There is a reason for this. Both the right and the left of the political elite are members of the Professional Managerial Class, (PMC) and want to ensure that there are jobs, even if they are fundamentally parasitic in nature, for them and theirs, and employing people to function as a barrier to the smooth functions of government means that they do not have to get honest work, something like restocking grocery shelves, that would actually be productive.
The fascination with “Fraud” and “Means Testing” is a charity for the overprivileged.
Sometimes a little fraud is perfectly OK.
Particularly if it means helping millions of Americans, whose lives have been upended by the pandemic, as quickly as possible.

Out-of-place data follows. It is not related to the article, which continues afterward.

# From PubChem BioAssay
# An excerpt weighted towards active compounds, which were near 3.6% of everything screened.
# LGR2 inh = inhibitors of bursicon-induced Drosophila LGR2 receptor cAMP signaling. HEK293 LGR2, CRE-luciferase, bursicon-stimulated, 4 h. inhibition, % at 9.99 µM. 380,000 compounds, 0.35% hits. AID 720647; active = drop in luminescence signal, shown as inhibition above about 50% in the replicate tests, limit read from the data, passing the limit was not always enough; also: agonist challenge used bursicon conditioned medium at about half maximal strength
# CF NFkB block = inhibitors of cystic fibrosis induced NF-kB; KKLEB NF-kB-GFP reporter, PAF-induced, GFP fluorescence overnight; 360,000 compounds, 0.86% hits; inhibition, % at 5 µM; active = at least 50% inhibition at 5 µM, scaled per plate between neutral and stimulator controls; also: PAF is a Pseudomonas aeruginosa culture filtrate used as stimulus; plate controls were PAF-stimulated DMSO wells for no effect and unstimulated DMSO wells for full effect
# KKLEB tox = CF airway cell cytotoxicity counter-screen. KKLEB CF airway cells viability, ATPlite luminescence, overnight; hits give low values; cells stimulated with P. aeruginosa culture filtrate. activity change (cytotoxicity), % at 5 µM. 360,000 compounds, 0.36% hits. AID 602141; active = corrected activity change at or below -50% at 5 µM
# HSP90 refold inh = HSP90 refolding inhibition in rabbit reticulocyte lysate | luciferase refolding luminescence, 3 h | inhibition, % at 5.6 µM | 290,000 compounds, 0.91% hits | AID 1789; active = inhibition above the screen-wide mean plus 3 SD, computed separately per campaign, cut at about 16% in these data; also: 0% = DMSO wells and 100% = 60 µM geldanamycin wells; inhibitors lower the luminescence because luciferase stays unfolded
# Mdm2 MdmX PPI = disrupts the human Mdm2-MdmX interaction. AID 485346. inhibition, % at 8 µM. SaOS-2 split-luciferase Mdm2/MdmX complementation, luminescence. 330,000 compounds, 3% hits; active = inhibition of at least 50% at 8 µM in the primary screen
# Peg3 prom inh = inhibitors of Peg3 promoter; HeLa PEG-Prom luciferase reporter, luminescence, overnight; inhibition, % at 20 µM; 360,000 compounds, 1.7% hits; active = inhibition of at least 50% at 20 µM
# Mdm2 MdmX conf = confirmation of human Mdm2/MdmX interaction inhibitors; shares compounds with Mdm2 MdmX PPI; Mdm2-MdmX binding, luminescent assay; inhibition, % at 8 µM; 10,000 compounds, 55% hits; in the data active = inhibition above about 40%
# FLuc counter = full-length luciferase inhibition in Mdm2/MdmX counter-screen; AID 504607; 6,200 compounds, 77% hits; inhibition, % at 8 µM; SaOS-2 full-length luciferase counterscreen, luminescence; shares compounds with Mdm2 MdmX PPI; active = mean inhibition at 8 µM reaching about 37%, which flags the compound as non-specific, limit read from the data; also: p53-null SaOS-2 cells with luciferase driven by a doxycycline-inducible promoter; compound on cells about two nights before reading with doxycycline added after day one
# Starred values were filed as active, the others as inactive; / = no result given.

For anyone who’s ever had to sign up for food stamps or jobless benefits in the U.S., the onerous enrollment procedures and frequent ID verification checks are a well-known, and often, disheartening reality. Ostensibly, the safeguards are meant to ensure only those who need help get it. But according to Georgetown University’s Pamela Herd, they often end up doing more harm than good.
“We need to be just as concerned about those not getting benefits as we are with fraud and abuse statistics,” said Herd, who’s written extensively on the concept of “administrative burden,” which describes the red tape we encounter when we need public assistance.
The insistence to pose an “Administrative Burden” is not about saving the taxpayer money. It’s about helping a class of people, the PMC a gravy train.
In fact, it is the Democratic Party establishment (There is no Democratic Party establishment) more than the Republicans who favor this.
This is why when someone offers a solution to a dire crisis that is easily and quickly implemented, people like Nancy Pelosi and Chuck Schumer insist creating a massively complex process which makes a dog’s breakfast of the program.